Javier Fernandez - "The Season Ahead"┬á
By Suzanne Herrmann
Photos © Suzanne Herrmann
Javier Fernandez is the two-time Spanish Junior National Champion from Madrid. He is aiming to skate strong programs in his first season on the Senior Grand Prix circuit as well as at his first Olympics. He recently began training with Nikolai Morozov at the Ice House in Hackensack New Jersey.
I was fortunate to work with Javier at the Adult Training Camp at Ice House earlier this summer. While I visited again during the Moran Memorial Championships, the annual competition at Ice House, Javier graciously invited me to visit him to discuss his plans for this season as well as a bit about life in the New York City area. Javier has a great sense of humor and he was a lot of fun to speak with!
At what age did you begin skating?
I started skating when I was six years old in a school like a Basic Skills program. In Spain, there are no private coaches. There are two or three coaches for everyone. We practice in groups of 20 to 30 people. We pay for one month at a time. It is not as expensive as here in the United States.
What music are you using for your programs this season?
Pirates of Caribbean
What is the most difficult element in your programs?
I am supposed to do the quad Toe. That will be the one if we finally add it!
Do you practice that element?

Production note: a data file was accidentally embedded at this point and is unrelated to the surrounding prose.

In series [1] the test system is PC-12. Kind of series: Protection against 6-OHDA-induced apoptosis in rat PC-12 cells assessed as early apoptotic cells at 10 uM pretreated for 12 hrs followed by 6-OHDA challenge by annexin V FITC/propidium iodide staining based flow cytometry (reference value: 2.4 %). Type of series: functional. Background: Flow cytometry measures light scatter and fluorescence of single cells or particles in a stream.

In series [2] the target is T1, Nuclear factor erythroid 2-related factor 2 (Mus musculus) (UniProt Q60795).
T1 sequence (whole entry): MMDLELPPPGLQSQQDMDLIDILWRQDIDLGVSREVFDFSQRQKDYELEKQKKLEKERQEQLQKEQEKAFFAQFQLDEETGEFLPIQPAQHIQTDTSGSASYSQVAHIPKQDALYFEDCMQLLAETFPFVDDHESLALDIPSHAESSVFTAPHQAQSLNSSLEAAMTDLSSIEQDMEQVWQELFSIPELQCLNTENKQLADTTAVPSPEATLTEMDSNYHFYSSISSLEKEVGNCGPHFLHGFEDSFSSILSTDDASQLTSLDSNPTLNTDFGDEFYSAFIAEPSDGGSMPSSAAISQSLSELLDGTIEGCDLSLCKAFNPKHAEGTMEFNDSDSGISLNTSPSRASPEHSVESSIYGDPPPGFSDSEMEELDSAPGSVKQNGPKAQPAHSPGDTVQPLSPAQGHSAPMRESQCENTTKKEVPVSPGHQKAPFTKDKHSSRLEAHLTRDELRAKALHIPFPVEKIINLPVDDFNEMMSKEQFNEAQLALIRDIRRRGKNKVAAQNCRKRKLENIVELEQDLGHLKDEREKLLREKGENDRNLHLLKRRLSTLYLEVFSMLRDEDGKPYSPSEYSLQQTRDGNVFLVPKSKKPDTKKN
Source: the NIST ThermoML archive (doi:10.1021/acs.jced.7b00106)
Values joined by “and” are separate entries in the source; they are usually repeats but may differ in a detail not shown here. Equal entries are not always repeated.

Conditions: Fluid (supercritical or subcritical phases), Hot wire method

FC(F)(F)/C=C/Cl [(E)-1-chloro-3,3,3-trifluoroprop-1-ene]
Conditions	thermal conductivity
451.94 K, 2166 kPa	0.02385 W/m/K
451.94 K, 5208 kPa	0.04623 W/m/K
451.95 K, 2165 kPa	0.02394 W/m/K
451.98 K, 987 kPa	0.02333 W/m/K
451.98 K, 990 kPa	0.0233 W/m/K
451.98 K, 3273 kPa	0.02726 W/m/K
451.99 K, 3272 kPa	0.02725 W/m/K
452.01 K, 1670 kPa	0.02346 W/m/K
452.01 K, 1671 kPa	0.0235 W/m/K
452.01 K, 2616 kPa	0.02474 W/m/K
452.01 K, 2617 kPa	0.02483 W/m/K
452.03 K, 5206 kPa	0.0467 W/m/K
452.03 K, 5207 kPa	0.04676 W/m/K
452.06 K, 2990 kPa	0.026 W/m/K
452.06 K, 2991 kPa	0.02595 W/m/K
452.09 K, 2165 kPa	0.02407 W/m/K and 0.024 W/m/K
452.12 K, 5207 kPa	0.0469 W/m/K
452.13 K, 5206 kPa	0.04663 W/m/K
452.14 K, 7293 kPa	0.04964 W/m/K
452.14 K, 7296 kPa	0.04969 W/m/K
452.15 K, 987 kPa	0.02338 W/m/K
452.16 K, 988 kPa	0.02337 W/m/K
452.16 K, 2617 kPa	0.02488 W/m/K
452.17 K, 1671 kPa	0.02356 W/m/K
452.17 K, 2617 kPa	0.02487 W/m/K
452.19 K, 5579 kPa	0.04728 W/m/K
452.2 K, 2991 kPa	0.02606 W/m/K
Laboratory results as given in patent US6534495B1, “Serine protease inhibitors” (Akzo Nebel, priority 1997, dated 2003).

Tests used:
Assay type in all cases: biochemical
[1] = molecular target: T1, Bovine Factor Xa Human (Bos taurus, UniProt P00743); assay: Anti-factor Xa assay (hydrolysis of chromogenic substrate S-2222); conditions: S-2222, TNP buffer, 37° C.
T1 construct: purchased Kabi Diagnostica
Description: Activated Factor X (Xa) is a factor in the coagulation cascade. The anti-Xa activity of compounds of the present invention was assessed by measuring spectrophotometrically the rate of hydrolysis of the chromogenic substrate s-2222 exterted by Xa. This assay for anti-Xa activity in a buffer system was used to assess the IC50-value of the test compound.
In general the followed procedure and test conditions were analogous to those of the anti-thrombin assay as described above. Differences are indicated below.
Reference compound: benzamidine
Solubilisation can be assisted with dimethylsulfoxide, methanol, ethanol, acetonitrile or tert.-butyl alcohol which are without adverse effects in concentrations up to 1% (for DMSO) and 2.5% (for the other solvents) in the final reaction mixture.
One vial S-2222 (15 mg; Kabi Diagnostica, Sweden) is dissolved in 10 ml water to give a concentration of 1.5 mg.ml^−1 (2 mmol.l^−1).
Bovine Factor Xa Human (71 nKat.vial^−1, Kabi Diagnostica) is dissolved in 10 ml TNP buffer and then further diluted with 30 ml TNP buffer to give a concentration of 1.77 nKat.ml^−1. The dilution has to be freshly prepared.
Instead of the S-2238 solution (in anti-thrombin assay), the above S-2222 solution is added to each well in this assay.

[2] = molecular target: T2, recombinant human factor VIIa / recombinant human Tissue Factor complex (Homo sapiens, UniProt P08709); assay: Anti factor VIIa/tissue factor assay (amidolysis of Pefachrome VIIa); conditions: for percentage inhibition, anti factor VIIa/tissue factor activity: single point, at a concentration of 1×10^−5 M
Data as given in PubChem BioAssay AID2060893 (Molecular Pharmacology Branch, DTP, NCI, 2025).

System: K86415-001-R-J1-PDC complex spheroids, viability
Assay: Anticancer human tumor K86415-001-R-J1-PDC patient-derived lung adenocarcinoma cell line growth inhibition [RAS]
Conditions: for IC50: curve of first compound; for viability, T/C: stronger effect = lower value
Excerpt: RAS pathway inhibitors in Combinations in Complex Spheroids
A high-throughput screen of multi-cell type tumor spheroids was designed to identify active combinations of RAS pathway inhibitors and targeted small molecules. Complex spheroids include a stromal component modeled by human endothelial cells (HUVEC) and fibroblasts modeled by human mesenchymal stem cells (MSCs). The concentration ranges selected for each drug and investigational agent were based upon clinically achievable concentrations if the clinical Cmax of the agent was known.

What is your favorite move on the ice?
The triple Axel.
Do you have a least favorite move?
Who choreographed your programs?
Nikolai Morozov; not the Spanish coach listed on ISU!
Is Nikolai the only coach you work with?
Yes, he is the only one I work with. When I go to Spain, I work with the Spanish coach. When Nikolai is not here we train with Nikolai’s friend, the Italian coach. His name is Valter Rizzo.
Does Nikolai push you hard?
He pushes you hard when he knows you can do it. When your face says you are really tired, maybe not as much.
What is your training regimen like?
How many hours per day do you skate?
One day I might train for two hours, another day I might train for five or six hours. The normal day is three hours.
Do you divide sessions between programs, jumps, spins, footwork, or other moves?
No. When I go to the rink and step onto the ice, I warm up a little bit and then I go to Nikolai. He tells me what to do. Maybe I will start with jumps or with my programs. He plans my training.
Do you have an off-ice program?
Not really. Sometimes Nikolai might want me to do something. Usually I just warm up.
Do you do the warm-ups like you showed the adults at camp? [At Ice House’s Adult Training Camp, Javier and Valentina Marchei taught the off-ice jumping class and began with isolations and movements designed to warm up muscles].
Yes, sometimes I do. It depends on how tired I am and how fast I need to get onto the ice and do my program.
Is this your first season at the senior level or did you skate as a senior last season?
No. I skated in Senior Worlds and Europeans. This year is my first year with the Senior Grand Prix Series.
Trophée Eric Bompard is your first Senior Grand Prix event. What are your thoughts?
*Laughs* I am scared, haha! No… When people first get to know you is when you go to the Grand Prix events.
Where is your favorite city to compete in?
I like Japan. I have been just once and I love Japan! I like to train there.